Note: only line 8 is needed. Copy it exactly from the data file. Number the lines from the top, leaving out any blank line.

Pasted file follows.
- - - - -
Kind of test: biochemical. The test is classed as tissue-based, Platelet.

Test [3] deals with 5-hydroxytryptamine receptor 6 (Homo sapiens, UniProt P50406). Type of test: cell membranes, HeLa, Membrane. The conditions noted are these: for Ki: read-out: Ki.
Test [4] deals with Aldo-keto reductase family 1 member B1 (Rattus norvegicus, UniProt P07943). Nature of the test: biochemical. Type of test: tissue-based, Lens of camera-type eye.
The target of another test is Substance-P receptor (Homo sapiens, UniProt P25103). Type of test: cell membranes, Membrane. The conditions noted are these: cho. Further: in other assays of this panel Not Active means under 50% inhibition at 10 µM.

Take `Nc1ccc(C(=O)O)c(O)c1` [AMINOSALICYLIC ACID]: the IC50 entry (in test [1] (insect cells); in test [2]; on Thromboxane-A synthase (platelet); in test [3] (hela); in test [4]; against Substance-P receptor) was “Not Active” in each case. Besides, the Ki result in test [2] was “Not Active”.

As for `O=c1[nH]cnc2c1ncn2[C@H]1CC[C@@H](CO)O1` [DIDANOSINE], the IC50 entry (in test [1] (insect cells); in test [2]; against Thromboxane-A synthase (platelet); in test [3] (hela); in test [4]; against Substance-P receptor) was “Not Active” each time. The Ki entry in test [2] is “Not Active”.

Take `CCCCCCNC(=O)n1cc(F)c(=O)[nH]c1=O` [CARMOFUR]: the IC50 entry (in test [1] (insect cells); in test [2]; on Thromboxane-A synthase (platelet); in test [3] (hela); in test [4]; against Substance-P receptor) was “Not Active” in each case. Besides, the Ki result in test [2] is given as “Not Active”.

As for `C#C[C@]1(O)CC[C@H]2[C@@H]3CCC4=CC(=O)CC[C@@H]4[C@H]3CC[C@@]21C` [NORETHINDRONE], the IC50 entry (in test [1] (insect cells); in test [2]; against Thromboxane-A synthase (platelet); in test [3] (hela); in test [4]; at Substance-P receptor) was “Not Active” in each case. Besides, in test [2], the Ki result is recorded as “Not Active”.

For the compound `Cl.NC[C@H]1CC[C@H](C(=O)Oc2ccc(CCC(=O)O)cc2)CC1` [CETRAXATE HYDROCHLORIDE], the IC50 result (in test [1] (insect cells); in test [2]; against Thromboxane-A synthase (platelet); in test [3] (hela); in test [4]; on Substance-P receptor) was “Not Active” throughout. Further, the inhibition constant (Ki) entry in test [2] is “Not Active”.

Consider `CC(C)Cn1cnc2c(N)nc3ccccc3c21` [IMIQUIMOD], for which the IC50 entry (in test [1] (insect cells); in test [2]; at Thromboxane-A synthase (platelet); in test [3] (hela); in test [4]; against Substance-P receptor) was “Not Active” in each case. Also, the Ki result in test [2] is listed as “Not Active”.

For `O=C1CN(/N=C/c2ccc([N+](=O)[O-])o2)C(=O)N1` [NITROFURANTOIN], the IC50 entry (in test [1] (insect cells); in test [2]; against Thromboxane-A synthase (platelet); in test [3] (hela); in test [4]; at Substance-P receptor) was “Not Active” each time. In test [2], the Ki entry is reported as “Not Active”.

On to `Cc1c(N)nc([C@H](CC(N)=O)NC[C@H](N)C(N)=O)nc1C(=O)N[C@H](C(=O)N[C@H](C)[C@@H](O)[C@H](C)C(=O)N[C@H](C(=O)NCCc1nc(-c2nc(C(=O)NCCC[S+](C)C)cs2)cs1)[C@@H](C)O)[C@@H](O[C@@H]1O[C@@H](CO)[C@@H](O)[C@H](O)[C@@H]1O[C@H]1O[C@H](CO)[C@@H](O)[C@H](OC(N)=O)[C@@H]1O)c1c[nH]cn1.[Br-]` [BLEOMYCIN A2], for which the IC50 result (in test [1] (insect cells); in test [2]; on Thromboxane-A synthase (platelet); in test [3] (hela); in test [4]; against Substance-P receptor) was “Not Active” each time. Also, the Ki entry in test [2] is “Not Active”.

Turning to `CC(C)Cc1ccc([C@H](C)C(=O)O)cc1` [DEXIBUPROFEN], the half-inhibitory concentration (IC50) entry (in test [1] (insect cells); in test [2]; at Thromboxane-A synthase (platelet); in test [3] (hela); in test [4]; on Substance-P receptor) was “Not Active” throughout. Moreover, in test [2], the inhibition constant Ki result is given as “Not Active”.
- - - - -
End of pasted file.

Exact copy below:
As for `C#C[C@]1(O)CC[C@H]2[C@@H]3CCC4=CC(=O)CC[C@@H]4[C@H]3CC[C@@]21C` [NORETHINDRONE], the IC50 entry (in test [1] (insect cells); in test [2]; against Thromboxane-A synthase (platelet); in test [3] (hela); in test [4]; at Substance-P receptor) was “Not Active” in each case. Besides, in test [2], the Ki result is recorded as “Not Active”.